I feel as if I'm watching a horror movie unfold. The main character, a young blonde woman awoken from sleep by a loud noise, gets out of bed in the wee hours of the night. It's pitch black. The electricity doesn't work. The phone doesn't work. I know the killer's in the bathroom, because she's been everywhere else, so I'm screaming at her, "Don't go in the bathroom! Don't go in the bathroom!" After a cursory search of her house, what does she do?
Bitch goes into the damn bathroom. Stab! Stab! Spurt! Spurt! She gone, man. She gone.
Now Borders is headed into that same bathroom. Straight into the toilet, skipping past the serial killer. And no matter how loudly I scream there's no turning that dumb blonde around.
Sadly, what killed Borders was Borders itself. Slow on the uptake, the last and most lackluster big bookseller to realize eBooks would soon be taking over the world, it sharpened its own knife. Tied its own noose. Popped the lid off its own bottle of pills. And the rest is:
CLOSE OUT! EVERYTHING MUST GO! FIXTURES FOR SALE!
History. Dammit, Borders. History. I feel like blugeoning you myself. Too bad the bankruptcy court got there first.
Of course I'm taking advantage of the sales. I'm sad, not stupid. When they slash everything down to 80%, and I still have my Borders Plus card netting me another 10%, you can bet your sweet arse I'll be in there with my wheelbarrow. Until then, every week I'll run in to see if the titles I eyed last week are still there, buying bit by bit. I snapped up an annotated Pride & Prejudice last time, a copy of A Tree Grows in Brooklyn (which seemed fitting), Ackroyd's history of Venice and a history of Paris. Today - about half an hour ago, actually - it was a novel by Anna Gavalda, another by Amelie Nothomb, R.K. Narayan's The Guide, The Essays of Truman Capote, and the Booker-nominated The Sisters Brothers by Patrick DeWitt. I was left holding Sam Lipsyte's The Ask in one hand, Tessa Hadley's The London Train in the other, asking myself, "Did I buy these when the other Borders closed, or did I just think about it?"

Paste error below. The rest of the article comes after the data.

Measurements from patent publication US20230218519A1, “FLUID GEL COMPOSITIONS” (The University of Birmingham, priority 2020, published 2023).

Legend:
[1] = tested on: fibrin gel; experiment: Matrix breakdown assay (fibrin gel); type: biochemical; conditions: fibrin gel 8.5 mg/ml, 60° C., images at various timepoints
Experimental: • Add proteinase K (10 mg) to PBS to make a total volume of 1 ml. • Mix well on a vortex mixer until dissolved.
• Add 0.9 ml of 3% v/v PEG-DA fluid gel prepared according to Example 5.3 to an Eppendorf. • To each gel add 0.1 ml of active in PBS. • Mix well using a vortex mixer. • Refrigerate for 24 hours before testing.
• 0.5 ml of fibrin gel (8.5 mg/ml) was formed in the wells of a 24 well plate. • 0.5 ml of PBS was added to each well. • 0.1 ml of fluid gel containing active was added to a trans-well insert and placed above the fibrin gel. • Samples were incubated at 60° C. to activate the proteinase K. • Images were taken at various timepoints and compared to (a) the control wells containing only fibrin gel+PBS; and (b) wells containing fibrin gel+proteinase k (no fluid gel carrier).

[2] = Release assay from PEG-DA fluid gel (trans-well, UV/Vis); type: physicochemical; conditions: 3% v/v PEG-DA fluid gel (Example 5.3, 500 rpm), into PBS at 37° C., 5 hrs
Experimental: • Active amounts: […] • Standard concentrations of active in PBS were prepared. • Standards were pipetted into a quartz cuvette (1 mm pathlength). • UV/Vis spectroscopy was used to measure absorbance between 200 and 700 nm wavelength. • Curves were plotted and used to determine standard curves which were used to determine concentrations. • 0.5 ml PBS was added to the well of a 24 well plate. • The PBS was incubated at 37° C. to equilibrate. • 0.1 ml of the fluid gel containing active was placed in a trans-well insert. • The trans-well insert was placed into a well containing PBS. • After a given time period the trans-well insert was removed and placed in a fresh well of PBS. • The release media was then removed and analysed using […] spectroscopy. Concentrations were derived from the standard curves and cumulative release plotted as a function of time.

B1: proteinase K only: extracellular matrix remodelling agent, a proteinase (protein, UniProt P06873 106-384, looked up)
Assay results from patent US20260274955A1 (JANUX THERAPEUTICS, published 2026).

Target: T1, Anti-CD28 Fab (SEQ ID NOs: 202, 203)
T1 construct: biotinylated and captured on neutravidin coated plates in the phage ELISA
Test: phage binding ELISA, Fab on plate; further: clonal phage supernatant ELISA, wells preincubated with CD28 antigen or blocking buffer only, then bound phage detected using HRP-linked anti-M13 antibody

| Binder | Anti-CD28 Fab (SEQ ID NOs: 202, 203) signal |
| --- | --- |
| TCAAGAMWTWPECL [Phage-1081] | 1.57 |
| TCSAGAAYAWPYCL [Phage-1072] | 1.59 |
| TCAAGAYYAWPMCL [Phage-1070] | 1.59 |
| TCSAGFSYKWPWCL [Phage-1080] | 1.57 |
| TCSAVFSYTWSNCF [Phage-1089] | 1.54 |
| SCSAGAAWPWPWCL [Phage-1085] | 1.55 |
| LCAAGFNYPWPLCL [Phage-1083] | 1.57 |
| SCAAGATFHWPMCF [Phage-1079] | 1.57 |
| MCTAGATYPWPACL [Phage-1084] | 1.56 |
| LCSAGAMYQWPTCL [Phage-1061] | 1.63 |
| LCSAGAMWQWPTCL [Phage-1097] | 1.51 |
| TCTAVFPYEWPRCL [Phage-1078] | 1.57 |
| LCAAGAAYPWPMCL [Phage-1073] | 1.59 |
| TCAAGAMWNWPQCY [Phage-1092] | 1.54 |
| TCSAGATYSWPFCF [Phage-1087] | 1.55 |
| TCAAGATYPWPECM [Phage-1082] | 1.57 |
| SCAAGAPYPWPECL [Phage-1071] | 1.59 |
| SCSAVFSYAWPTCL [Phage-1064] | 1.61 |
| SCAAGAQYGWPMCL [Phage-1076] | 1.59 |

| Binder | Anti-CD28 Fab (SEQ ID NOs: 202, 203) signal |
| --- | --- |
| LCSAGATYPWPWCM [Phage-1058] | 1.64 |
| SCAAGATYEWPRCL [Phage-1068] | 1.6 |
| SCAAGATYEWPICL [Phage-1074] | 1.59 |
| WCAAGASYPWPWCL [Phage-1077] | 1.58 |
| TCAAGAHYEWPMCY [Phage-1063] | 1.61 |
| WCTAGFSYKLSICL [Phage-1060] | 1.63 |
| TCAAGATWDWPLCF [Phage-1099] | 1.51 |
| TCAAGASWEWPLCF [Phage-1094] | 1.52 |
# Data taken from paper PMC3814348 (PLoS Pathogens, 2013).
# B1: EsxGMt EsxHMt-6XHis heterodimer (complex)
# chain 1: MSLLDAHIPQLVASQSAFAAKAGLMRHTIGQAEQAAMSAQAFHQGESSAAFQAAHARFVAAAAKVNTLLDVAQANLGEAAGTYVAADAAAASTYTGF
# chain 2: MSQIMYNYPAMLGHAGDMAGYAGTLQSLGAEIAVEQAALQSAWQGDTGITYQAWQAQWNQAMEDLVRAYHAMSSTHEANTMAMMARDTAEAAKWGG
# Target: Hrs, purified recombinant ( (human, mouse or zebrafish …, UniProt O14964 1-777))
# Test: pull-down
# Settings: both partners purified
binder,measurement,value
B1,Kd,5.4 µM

Ultimately, the remaining stock will consist of all the literary fiction worth reading (copies of The Help and every John Grisham novel having long ago taken a runner), the classics and the best of contemporary writing. In nonfiction, I may get me some Malcolm Gladwell or equivalent. In history, it's up for grabs, but in biography I'm guaranteed what's left will be the lives of writers and other artists. You know, the reason these bookstores were there in the first place? I learned that from my first Borders Death Watch, when the store further away closed down. I could dither all I wanted over Graham Greene and Saul Bellow. They'd be there 'til the bitter end. But if I wanted anything bestselling or lighter it will have already floated away.
I'm tired of thinking about what will happen when all the brick and mortar stores are gone. All my righteous anger having long ago morphed into despair. I can make jokes about American reading tastes hovering above the toilet with the dead blonde, Borders, and my country's economy, because that covers the depth of my sadness. One thing I can never do is replace what's missing after it's gone.
Once upon a time, there were bookstores. Wonderous places they were, too. I sure will miss them.